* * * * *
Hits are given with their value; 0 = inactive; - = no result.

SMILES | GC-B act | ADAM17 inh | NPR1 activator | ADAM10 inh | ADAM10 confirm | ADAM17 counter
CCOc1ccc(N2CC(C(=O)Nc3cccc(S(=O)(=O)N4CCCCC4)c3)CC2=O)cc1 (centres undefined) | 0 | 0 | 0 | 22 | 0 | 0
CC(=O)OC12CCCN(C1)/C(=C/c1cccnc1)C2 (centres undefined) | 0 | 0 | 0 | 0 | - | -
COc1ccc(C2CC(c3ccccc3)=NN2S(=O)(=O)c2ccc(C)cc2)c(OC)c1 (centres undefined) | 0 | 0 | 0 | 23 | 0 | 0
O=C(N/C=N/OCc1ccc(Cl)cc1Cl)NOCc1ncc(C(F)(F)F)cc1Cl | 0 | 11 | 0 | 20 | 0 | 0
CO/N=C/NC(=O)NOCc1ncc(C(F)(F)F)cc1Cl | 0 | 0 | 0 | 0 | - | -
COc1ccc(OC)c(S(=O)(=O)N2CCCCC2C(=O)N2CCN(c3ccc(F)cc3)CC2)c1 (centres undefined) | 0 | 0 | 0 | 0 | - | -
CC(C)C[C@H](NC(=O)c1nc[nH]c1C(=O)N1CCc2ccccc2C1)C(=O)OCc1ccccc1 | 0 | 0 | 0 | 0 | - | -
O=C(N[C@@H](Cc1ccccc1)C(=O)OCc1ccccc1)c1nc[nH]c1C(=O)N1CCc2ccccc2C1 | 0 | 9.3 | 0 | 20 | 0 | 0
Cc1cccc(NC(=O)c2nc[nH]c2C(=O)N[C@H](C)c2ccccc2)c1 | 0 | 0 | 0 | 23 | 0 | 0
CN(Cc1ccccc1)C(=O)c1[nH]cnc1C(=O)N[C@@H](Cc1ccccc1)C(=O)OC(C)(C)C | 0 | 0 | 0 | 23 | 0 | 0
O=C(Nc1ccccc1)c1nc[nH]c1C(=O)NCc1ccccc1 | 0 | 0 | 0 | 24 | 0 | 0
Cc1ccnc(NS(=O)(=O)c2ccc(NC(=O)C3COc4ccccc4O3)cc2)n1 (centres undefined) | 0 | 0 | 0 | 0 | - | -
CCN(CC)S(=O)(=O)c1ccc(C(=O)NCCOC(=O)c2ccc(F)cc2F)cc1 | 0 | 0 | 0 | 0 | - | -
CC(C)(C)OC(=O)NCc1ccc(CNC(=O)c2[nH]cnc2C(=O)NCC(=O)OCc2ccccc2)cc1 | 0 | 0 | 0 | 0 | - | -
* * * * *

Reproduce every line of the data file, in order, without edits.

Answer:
Hits are given with their value; 0 = inactive; - = no result.

SMILES | GC-B act | ADAM17 inh | NPR1 activator | ADAM10 inh | ADAM10 confirm | ADAM17 counter
CCOc1ccc(N2CC(C(=O)Nc3cccc(S(=O)(=O)N4CCCCC4)c3)CC2=O)cc1 (centres undefined) | 0 | 0 | 0 | 22 | 0 | 0
CC(=O)OC12CCCN(C1)/C(=C/c1cccnc1)C2 (centres undefined) | 0 | 0 | 0 | 0 | - | -
COc1ccc(C2CC(c3ccccc3)=NN2S(=O)(=O)c2ccc(C)cc2)c(OC)c1 (centres undefined) | 0 | 0 | 0 | 23 | 0 | 0
O=C(N/C=N/OCc1ccc(Cl)cc1Cl)NOCc1ncc(C(F)(F)F)cc1Cl | 0 | 11 | 0 | 20 | 0 | 0
CO/N=C/NC(=O)NOCc1ncc(C(F)(F)F)cc1Cl | 0 | 0 | 0 | 0 | - | -
COc1ccc(OC)c(S(=O)(=O)N2CCCCC2C(=O)N2CCN(c3ccc(F)cc3)CC2)c1 (centres undefined) | 0 | 0 | 0 | 0 | - | -
CC(C)C[C@H](NC(=O)c1nc[nH]c1C(=O)N1CCc2ccccc2C1)C(=O)OCc1ccccc1 | 0 | 0 | 0 | 0 | - | -
O=C(N[C@@H](Cc1ccccc1)C(=O)OCc1ccccc1)c1nc[nH]c1C(=O)N1CCc2ccccc2C1 | 0 | 9.3 | 0 | 20 | 0 | 0
Cc1cccc(NC(=O)c2nc[nH]c2C(=O)N[C@H](C)c2ccccc2)c1 | 0 | 0 | 0 | 23 | 0 | 0
CN(Cc1ccccc1)C(=O)c1[nH]cnc1C(=O)N[C@@H](Cc1ccccc1)C(=O)OC(C)(C)C | 0 | 0 | 0 | 23 | 0 | 0
O=C(Nc1ccccc1)c1nc[nH]c1C(=O)NCc1ccccc1 | 0 | 0 | 0 | 24 | 0 | 0
Cc1ccnc(NS(=O)(=O)c2ccc(NC(=O)C3COc4ccccc4O3)cc2)n1 (centres undefined) | 0 | 0 | 0 | 0 | - | -
CCN(CC)S(=O)(=O)c1ccc(C(=O)NCCOC(=O)c2ccc(F)cc2F)cc1 | 0 | 0 | 0 | 0 | - | -
CC(C)(C)OC(=O)NCc1ccc(CNC(=O)c2[nH]cnc2C(=O)NCC(=O)OCc2ccccc2)cc1 | 0 | 0 | 0 | 0 | - | -